When £20 million was spent on creating a 250-hectare salt marsh in the Steart Peninsula in Somerset in 2014, many critics had called it a “waste of money”.
At the time, the Environment Agency and the Wildfowl & Wetlands Trust that spearheaded the project were hardly aware of the climate benefits of salt marsh. Meanwhile, others ridiculed it as an “extravagant, ridiculous scheme” that put birds ahead of humans.
Blue carbon takes the forefront in the fight against the climate crisis. Scientists at Manchester Metropolitan University say that the Steart marsh is one of the most powerful carbon sinks in the world as it absorbs 19 tonne of organic carbon a hectare every year.
Here is everything you need to know about blue carbon
What is blue carbon ecosystem?
Coastal ecosystems such as mangroves, seagrass meadows and tidal marshes are powerful carbon sinks and are often referred to as blue carbon ecosystems. They can sequester and store more carbon per unit of area than terrestrial forests.
On the other hand, green carbon rainforests remove and store carbon dioxide in biomass and release it when the trees die. However, mangroves store carbon in their soil and sediment, which can remain for millennia if left undisturbed.
Why is marine ecosystem needed?
A report commissioned by a high-level panel for a Sustainable Ocean Economy said a fifth of the emission cuts required to limit global temperature rise to 1.5 degree C will need to come from the ocean. Mangrove, seagrass and salt marsh ecosystems together account for over 50 percent of carbon storage in ocean sediments. Hence, protecting and restoring the blue carbon ecosystem will help absorb close to 1.4 billion tons of emissions per year by 2050, The Guardian reported.
However, these ecosystems are damaged by harmful fishing practices, farming and pollution, making it expensive to protect and restore them.
Seagrass meadows can store carbon in the seabed for millennia 35 times faster than tropical forests. However, seagrass meadows are disappearing at a 7 percent rate per annum. Also, between 2000 and 2016, over 3,360 sq km of mangrove forests were lost across the world.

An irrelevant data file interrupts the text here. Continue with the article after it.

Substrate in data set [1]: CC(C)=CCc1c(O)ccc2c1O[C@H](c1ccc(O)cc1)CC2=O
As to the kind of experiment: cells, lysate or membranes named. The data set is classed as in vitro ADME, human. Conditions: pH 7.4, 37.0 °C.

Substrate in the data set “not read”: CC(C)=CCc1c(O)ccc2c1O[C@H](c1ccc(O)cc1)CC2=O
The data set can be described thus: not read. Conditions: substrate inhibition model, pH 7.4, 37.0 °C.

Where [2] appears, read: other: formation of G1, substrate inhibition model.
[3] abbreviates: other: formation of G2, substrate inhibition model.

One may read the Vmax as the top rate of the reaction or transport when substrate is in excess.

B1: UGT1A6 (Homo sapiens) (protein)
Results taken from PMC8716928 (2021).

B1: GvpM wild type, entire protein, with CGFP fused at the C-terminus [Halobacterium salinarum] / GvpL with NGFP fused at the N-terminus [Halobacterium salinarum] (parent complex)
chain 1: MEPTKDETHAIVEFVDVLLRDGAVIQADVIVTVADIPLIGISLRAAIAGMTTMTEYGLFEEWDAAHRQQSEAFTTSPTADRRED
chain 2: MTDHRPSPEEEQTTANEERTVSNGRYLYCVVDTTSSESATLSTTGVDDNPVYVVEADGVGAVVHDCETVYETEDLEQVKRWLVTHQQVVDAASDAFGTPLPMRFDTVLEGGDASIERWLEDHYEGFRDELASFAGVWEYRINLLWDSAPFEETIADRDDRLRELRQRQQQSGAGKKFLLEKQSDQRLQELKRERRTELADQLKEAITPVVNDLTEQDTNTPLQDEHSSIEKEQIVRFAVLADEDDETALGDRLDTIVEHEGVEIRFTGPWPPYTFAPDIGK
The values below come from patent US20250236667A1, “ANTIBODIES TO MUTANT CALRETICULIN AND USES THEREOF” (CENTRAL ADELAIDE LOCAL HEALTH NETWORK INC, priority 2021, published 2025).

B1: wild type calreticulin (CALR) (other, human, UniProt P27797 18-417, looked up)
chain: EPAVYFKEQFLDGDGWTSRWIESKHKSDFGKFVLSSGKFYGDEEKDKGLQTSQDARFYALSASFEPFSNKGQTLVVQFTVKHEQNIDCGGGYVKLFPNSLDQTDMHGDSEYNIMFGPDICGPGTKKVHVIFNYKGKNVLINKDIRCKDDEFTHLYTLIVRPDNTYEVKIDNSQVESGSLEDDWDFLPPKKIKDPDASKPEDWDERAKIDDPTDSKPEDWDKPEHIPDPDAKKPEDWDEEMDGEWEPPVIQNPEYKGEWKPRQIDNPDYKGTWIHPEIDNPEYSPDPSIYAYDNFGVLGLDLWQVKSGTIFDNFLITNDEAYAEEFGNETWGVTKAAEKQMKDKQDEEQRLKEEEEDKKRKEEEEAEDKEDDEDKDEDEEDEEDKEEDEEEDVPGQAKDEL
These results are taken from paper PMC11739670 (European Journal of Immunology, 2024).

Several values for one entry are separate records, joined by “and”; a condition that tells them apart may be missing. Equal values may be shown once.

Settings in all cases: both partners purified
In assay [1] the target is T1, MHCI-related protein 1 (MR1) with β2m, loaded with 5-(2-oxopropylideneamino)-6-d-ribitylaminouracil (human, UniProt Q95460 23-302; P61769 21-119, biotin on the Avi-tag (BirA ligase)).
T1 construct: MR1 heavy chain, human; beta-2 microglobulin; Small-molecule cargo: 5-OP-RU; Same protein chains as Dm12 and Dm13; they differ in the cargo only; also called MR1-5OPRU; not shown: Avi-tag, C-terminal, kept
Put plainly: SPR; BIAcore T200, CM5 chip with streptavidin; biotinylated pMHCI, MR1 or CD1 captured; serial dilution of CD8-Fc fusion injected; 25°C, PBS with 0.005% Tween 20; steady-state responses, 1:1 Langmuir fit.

In a bid to fund their work, conservation groups are selling blue carbon credits to big organisations.
“We have been looking for a way to fund Cispatá conservation project for years. Some 50 percent of mangroves have been lost from the Caribbean coast over the past three decades, due to cattle ranching, roads and tourism,” marine biologist María Claudia Diazgranados told The Guardian.
Cispatá conservation project is a collaboration between Colombia’s Marine and Coastal Research Institute (Invemar), Conservation International (CI) and Apple. CI plans to sell blue carbon credits and use the money to cover at least half of the project’s $600,000 operating costs.
According to The Guardian investigation report, not all carbon-offset schemes are reliable. The report published earlier this year said several logging firms were paying for carbon schemes but also allowing logging to continue.
Ocean scientists still believe that selling blue carbon credit could be used as leverage to conserve the disappearing marine ecosystem.
“Cispatá is the first blue carbon project to be verified by Verra and we have just sold our first blue carbon credits,” Dr Emily Pidgeon, vice-president at CI, said.
Verra is a US-based non-profit organisation that administers carbon-credit standard in the world.
According to its report, blue carbon investment is on the rise with renewable energy companies, shipping companies and finance companies looking at investing in it.
Several blue carbon mangrove projects are under development in Vietnam, Pakistan, Senegal, Kenya and Madagascar. In India, a blue carbon mangrove project is underway in the Sunderbans.
(Edited by : Kanishka Sarkar)